Foie Gras, Maybe for Brunch or Dinner

foie gras

Foie Gras is one of those things that, if you like it, there is almost nothing on the planet that will come even close to that flavor. And if you’re one of those that for many reasons don’t like it, well it does mean more for those of us who do. And when you have a lovely daughter who sends you two very large foie gras, that’s something to celebrate. 

This foie gras is set up to be either a brunch or dinner, combined with hash browns, a few sugar snap peas, plenty of bacon and a little parsley. It works very well in either capacity. The snap peas and bacon can be done a little ahead of time (I like to make my bacon with a little water. It works really well that way.) The hash browns get finished as close as you can to the foie gras, and it all comes together rather quickly on a plate.

The foie gras is a delicate thing to cook. First, get it warmed as close to room temperature as you can. Add a little salt and pepper. Then, using the highest heat you can get on your stove, sear it for two minutes on one side and just a minute or so on the other. That way, the foie gras stays nice and firm and doesn’t turn into liquid, which obviously is a real no-no. This is one of those lunches or dinners you will crave forever more.

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Turkey Vegetable Soup

Turkey Vegetable Soup

It’s getting to be soup time again. This is one of those things I like the most about cooking, getting a good hot soup made for those cool days when nothing else will do. The turkey vegetable soup in this recipe also gave me the time to try out my new One Pot, which makes a very creditable full-flavored soup,  in much less time than I thought it might take — about an hour, in fact.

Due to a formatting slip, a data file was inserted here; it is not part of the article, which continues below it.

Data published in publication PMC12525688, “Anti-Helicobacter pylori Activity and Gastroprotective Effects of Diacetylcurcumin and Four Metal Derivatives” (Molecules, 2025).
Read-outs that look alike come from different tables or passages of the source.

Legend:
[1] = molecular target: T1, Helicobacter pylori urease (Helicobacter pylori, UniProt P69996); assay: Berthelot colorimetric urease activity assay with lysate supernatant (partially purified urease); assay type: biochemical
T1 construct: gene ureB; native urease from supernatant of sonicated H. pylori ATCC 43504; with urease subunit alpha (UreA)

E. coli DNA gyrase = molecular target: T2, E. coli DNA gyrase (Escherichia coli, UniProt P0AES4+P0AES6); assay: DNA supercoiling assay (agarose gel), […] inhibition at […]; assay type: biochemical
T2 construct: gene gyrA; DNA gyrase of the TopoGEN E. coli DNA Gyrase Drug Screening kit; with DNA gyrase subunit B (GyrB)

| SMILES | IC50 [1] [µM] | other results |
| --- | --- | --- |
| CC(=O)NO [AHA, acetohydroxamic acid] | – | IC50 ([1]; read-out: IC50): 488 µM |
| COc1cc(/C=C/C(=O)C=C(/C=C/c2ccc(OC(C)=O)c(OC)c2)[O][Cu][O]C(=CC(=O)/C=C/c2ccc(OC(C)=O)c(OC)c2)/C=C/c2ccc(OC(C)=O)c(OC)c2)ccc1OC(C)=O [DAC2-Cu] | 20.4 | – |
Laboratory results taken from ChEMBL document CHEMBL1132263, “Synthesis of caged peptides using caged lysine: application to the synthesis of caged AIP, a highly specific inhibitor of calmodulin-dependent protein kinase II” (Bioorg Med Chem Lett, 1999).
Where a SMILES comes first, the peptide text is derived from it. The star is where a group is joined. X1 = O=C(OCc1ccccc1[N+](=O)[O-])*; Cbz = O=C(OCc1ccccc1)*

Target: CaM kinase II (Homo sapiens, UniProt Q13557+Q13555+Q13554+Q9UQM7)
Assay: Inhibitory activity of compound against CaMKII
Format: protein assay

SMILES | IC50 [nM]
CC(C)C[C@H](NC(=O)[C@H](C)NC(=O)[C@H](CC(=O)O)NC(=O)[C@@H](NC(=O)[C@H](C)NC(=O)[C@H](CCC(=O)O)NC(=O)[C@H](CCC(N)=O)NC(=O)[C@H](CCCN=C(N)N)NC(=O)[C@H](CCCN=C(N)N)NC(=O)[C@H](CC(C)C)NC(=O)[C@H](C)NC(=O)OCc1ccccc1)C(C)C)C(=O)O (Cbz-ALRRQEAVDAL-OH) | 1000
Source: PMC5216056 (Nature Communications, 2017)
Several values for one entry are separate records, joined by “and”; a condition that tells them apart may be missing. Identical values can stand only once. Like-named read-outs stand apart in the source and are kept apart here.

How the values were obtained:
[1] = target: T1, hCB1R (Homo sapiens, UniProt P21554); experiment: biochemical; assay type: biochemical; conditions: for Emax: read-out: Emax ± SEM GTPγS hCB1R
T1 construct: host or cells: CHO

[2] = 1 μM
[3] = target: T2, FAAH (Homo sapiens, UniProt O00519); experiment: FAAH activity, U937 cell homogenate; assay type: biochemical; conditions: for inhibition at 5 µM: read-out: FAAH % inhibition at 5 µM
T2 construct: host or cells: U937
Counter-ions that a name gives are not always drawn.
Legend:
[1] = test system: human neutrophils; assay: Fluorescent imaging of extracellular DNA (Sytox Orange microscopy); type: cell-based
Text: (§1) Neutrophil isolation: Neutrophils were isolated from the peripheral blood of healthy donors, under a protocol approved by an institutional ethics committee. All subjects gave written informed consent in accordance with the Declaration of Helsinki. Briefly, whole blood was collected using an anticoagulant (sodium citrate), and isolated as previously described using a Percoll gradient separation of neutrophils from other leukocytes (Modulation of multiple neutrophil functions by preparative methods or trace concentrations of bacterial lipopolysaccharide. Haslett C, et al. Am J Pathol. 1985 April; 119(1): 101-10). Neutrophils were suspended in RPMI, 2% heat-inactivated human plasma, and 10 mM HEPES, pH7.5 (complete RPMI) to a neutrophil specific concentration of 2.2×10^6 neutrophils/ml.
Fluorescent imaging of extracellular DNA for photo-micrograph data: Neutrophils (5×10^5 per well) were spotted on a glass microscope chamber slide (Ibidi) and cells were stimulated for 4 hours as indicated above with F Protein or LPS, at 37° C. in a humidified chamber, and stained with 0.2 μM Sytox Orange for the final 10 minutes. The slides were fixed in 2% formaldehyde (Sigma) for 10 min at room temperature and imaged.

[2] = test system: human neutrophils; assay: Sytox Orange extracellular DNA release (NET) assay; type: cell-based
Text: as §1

The soup is straight forward, with some Asian-inspired vegetables and good old turkey thighs. The veggies were what I had on hand, so you can play around with them a bit, but generally, you want to pay attention to when you add them if you’re doing the soup in the normal way, adding them so that the cooking time works out right. And of course, the times for finishing up the soup should probably take at least two hours, with veggies going in  little later than in the One Pot. You can use whatever veggies you happen to have handy.

If you have a one pot, I generally put all the veggies in at once, near the beginning. The pressure cooker in the soup category on the One Pot uses a pressure setting and the veggies get done much faster and more evenly that way.

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Nice Little Sous Vide Chicken Breast Salad

Chicken Breast Salad

Chicken breasts can make, among lots of other things, a nice salad. And while many like the light, easy salad that you see almost everywhere, there also is a “more robust” kind of salad that I tend to like. If you really want a meal with a nice one or two chicken breast plopped on top, this is what I had in mind when I decided to fix a nice salad dinner.

This whole dish is really rather easy to make. All it really requires is a sauce made up of butter, vinegar, honey and maybe a little soy sauce to give it a color and add a little to the flavor. You’ve all heard me talk about sous vide on many occasions. But I will never make a chicken breast any other way (unless I’m cooking a whole chicken). If you’ve never had a sous vide breast, you’ll know what I mean. If you haven’t, I can’t begin to tell you how much of a difference it makes. Can you do this without? Yep. But if you can, get a sous vide. You’ll be glad you did. 

Once the sauce is made, and the chicken is done, all you really need to do is toss the breasts on a quick grill (or some other kind of grilling machine) with a little bit of the sauce and pull together as much salad as you’d like. When the grilling is done, all you need to do is pour the rest of the sauce over the chicken and onto the salad underneath, and you’re done.